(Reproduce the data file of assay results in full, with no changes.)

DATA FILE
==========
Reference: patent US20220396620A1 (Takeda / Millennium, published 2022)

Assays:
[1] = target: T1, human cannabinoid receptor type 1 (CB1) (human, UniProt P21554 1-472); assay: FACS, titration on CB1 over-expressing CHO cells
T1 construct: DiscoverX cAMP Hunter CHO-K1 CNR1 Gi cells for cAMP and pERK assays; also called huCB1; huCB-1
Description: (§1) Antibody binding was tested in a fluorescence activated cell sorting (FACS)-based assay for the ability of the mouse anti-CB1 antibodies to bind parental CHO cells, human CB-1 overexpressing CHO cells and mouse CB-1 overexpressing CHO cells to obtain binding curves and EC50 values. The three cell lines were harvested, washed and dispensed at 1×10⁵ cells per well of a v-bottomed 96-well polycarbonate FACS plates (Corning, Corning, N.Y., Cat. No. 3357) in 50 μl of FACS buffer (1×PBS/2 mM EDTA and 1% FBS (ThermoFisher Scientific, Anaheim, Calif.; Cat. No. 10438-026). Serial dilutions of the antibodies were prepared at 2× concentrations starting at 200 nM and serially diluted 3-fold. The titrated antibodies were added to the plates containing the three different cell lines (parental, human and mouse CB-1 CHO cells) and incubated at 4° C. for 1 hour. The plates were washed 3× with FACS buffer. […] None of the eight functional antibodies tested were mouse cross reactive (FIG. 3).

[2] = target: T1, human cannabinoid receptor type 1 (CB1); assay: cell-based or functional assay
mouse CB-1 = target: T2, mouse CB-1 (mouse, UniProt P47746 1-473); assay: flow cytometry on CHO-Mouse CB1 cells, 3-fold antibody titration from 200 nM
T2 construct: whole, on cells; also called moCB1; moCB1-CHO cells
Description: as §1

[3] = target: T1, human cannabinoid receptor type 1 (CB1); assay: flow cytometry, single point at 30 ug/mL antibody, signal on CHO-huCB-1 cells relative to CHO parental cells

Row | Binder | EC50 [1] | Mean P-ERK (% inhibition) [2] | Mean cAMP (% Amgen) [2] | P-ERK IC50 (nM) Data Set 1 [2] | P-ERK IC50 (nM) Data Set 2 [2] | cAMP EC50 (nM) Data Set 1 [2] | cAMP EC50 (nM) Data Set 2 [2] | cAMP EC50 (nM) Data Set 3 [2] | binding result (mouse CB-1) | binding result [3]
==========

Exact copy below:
Reference: patent US20220396620A1 (Takeda / Millennium, published 2022)

Assays:
[1] = target: T1, human cannabinoid receptor type 1 (CB1) (human, UniProt P21554 1-472); assay: FACS, titration on CB1 over-expressing CHO cells
T1 construct: DiscoverX cAMP Hunter CHO-K1 CNR1 Gi cells for cAMP and pERK assays; also called huCB1; huCB-1
Description: (§1) Antibody binding was tested in a fluorescence activated cell sorting (FACS)-based assay for the ability of the mouse anti-CB1 antibodies to bind parental CHO cells, human CB-1 overexpressing CHO cells and mouse CB-1 overexpressing CHO cells to obtain binding curves and EC50 values. The three cell lines were harvested, washed and dispensed at 1×10⁵ cells per well of a v-bottomed 96-well polycarbonate FACS plates (Corning, Corning, N.Y., Cat. No. 3357) in 50 μl of FACS buffer (1×PBS/2 mM EDTA and 1% FBS (ThermoFisher Scientific, Anaheim, Calif.; Cat. No. 10438-026). Serial dilutions of the antibodies were prepared at 2× concentrations starting at 200 nM and serially diluted 3-fold. The titrated antibodies were added to the plates containing the three different cell lines (parental, human and mouse CB-1 CHO cells) and incubated at 4° C. for 1 hour. The plates were washed 3× with FACS buffer. […] None of the eight functional antibodies tested were mouse cross reactive (FIG. 3).

[2] = target: T1, human cannabinoid receptor type 1 (CB1); assay: cell-based or functional assay
mouse CB-1 = target: T2, mouse CB-1 (mouse, UniProt P47746 1-473); assay: flow cytometry on CHO-Mouse CB1 cells, 3-fold antibody titration from 200 nM
T2 construct: whole, on cells; also called moCB1; moCB1-CHO cells
Description: as §1

[3] = target: T1, human cannabinoid receptor type 1 (CB1); assay: flow cytometry, single point at 30 ug/mL antibody, signal on CHO-huCB-1 cells relative to CHO parental cells

Row | Binder | EC50 [1] | Mean P-ERK (% inhibition) [2] | Mean cAMP (% Amgen) [2] | P-ERK IC50 (nM) Data Set 1 [2] | P-ERK IC50 (nM) Data Set 2 [2] | cAMP EC50 (nM) Data Set 1 [2] | cAMP EC50 (nM) Data Set 2 [2] | cAMP EC50 (nM) Data Set 3 [2] | binding result (mouse CB-1) | binding result [3]